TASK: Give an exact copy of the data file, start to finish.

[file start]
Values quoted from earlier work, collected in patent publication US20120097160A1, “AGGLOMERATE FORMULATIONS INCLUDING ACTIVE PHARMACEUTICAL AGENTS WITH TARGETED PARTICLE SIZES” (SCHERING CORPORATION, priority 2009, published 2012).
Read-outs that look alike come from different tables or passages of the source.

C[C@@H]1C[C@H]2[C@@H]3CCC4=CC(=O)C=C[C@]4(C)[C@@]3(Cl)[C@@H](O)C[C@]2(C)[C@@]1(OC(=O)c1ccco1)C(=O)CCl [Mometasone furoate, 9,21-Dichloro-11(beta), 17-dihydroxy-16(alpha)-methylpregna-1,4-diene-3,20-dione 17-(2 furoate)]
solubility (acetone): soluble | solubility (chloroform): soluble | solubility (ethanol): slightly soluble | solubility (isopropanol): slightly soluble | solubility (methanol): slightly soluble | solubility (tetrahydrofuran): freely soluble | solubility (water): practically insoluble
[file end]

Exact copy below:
Values quoted from earlier work, collected in patent publication US20120097160A1, “AGGLOMERATE FORMULATIONS INCLUDING ACTIVE PHARMACEUTICAL AGENTS WITH TARGETED PARTICLE SIZES” (SCHERING CORPORATION, priority 2009, published 2012).
Read-outs that look alike come from different tables or passages of the source.

C[C@@H]1C[C@H]2[C@@H]3CCC4=CC(=O)C=C[C@]4(C)[C@@]3(Cl)[C@@H](O)C[C@]2(C)[C@@]1(OC(=O)c1ccco1)C(=O)CCl [Mometasone furoate, 9,21-Dichloro-11(beta), 17-dihydroxy-16(alpha)-methylpregna-1,4-diene-3,20-dione 17-(2 furoate)]
solubility (acetone): soluble | solubility (chloroform): soluble | solubility (ethanol): slightly soluble | solubility (isopropanol): slightly soluble | solubility (methanol): slightly soluble | solubility (tetrahydrofuran): freely soluble | solubility (water): practically insoluble